I think that's what hurts the pride the most. I wouldn't be mad if I had gone into the weekend without a game plan at all and just lost. Instead, I tried to use my brain and my intuition. We spent a lot of time and money prefishing and it didn't work AT ALL. Not only did it not work, but it was the polar opposite for what it took to win.


There are several ways to look at it, I guess. The optimist out there might just say it was a bad weekend. The gamblers might say that I rolled the dice and came up craps. Maybe I am a pessimist and just too hard on myself, but the week began with me thinking I could hang in bigger tournaments and ended with me getting shut out in convincing fashion. I told Brad that we shouldn't take it for more than it really is, which was a gamble with the best intel we could put together. It didn't work and we might not have won otherwise, but we could have easily cashed a check if we hadn't stuck to our guns. 


The truth is that 5 out of 10 times, sticking to your guns when you have faith in a pattern, based on good intel, equates to wins and junk fishing just gets you beat. It wasn't the case this weekend, but that doesn't make me feel better about losing. I am a competitive person, as you all know. I'd love to put more lipstick on this pig, but I'm all out. Here's the Cliff's: fished two days. Caught two fish. Take that how you would like, but I hope you were all entertained. 




Monday, May 9, 2016

Fishing Report for Wheeler 5/7/16

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Our NASA club had a tournament coming up out of Ingalls. But, I didn't have any desire to fish it. I have a tournament on Pickwick coming up this coming weekend and then one on Logan-Martin the very next. Plus, we didn't have a travel tournament this weekend, which meant I could get a lot of honey-dos done.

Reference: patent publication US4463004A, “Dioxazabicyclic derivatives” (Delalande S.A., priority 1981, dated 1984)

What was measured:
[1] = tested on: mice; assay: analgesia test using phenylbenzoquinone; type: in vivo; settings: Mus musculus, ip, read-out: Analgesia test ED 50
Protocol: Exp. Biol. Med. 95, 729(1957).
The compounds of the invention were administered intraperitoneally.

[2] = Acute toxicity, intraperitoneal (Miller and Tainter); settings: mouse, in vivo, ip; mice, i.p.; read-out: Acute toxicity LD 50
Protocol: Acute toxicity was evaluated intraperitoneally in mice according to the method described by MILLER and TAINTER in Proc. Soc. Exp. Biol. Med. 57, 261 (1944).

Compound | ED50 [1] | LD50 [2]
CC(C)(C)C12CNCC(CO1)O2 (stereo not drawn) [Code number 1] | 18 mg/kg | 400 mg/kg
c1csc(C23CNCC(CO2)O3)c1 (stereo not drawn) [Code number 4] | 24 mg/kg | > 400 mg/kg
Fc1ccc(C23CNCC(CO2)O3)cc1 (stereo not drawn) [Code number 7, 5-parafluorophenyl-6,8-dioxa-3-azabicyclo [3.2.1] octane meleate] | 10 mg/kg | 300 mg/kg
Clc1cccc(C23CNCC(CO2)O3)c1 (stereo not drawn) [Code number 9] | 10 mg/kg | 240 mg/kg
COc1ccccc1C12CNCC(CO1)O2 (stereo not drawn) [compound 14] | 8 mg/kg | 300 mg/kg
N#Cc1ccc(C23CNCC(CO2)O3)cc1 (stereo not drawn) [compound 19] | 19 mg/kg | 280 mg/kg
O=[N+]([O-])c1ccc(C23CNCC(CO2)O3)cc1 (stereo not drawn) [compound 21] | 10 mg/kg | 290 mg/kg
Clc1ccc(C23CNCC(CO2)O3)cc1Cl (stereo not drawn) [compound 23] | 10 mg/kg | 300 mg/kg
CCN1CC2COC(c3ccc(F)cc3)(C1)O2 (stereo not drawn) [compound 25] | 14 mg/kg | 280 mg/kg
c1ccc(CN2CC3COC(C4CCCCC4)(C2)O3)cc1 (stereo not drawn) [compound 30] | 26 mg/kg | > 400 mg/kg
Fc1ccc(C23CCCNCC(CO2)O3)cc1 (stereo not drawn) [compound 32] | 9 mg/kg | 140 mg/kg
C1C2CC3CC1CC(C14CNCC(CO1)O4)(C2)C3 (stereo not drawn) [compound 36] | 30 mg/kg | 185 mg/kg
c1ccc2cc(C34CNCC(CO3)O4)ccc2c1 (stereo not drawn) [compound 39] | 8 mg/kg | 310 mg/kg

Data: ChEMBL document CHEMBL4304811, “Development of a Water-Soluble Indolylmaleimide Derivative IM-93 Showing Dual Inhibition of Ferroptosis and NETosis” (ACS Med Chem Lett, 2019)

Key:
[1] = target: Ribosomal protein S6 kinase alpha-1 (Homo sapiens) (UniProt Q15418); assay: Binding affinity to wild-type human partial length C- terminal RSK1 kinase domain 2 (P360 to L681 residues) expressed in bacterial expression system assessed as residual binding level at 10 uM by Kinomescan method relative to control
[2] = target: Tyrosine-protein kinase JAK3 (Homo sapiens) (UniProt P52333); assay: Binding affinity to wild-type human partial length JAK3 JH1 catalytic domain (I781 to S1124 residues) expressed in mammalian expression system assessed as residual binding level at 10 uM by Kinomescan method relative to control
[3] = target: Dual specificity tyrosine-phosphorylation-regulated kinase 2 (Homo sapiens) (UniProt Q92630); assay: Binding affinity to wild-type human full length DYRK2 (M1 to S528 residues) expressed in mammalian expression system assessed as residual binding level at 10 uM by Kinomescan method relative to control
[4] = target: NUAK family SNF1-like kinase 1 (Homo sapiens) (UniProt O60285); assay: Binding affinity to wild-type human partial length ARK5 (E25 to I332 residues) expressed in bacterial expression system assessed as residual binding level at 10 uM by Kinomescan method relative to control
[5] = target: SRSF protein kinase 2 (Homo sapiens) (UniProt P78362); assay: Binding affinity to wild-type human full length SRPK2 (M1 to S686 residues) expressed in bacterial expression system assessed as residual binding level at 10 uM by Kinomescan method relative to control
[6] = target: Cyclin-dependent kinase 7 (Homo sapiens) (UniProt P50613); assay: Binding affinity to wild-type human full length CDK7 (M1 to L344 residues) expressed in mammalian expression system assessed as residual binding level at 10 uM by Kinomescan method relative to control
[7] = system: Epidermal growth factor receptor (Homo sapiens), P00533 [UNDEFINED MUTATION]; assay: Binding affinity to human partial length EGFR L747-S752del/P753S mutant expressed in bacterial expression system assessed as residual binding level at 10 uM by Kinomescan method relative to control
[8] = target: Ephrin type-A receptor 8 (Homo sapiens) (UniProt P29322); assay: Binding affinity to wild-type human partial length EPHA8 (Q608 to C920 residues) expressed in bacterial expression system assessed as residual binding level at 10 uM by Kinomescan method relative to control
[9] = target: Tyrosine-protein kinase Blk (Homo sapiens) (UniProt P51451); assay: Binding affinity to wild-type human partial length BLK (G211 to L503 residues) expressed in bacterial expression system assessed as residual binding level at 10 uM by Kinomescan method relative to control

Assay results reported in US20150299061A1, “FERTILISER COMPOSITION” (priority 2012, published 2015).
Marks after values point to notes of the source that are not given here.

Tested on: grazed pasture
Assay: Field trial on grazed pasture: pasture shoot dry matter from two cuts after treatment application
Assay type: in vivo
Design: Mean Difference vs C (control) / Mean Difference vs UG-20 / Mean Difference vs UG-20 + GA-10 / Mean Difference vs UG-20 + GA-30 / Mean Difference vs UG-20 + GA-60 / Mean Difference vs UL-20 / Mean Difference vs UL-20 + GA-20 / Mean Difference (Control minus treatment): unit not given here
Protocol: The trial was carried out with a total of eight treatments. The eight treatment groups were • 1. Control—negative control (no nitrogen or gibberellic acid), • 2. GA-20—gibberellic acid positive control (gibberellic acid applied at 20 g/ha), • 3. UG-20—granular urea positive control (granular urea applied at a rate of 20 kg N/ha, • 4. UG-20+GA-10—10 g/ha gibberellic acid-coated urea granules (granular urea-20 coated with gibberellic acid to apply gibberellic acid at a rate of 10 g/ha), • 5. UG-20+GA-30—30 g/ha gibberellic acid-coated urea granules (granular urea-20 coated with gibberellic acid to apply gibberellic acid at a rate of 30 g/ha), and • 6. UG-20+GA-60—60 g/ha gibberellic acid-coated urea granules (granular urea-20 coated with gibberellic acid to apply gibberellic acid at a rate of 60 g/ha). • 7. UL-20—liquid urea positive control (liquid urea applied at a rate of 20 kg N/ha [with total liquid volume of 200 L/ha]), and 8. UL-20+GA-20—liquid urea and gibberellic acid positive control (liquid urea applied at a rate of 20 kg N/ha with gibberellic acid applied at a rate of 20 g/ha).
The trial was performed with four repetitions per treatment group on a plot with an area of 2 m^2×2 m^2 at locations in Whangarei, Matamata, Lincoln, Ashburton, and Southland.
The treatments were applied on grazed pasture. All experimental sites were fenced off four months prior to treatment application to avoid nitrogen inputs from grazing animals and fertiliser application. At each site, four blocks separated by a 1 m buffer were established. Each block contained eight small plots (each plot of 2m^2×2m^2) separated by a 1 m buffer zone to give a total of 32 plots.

But, as it happened, we had a need for another boater so that all of the non-boaters could fish. As the club president, I felt obligated to make sure that happened, so I volunteered. I drew my partner, got in touch with him, and decided to take off Friday to fish.

Now, as most of you are aware, the Elites were on Wheeler the weekend before. I wanted to see if I could piece together a trip based upon what info I could find from that tournament. 

In truth, I decided to stay around Decatur, not wanting to spend any gas money. I brought along my friend Wyatt, who has been asking me to take him out and show him some stuff.

Well, I showed him how to not catch fish. We spent most of the day fishing shallow, whether it was flipping or top water. Couldn't get anything to sniff at topwater and the grass wasn't grown enough to be a factor. 

By the end of the day I was just happy to show him some techniques for locating ledge fish and fishing for them, which did result in a few fish for me. He didn't get a bite all day and that really bothered me. But like I told him, you can't make them bite. 

That afternoon, I called Josh. He would be fishing against me, but we would try and help each other. After explaining to him how I had fished all of Decatur and how it was now dead to me, we decided it would be better for me to run down river and fish some new water. 

If nothing else, I could run to first creek and fish some areas that I KNEW held fish from the week before. Sure, it was a run, but I could split it with my non-boater. 

Well, funny thing happened. 4AM rolled around, no partner. 415 and I called him. Nothing. So, I called back and left a voicemail telling him I was hitting the road and to meet me at Ingalls. Few minutes later, he called back to let me know that he wasn't coming. 

Awesome.   So, I would be by myself. I'm not exactly a loner and I hate fishing along. I never catch anything by myself. Don't ask me why. Things only got worse when I got to Ingalls and saw the amount of boats in line. Luckily, Josh had my back and dunked me. 

To start the day, I ran a few miles down river and began fishing Mallard creek, which BTW, has a LOT of ducks. There was a ton of bait in the area as well as gar. But, couldn't get any bass to hit. I worked the outside point, the island in the middle of the creek and even moved further back. In the back I did find better grass which was flippable, but between the lack of immediate action and the low expectations of the day, I decided to do what I should have done all along: run further down river and fish bluffs.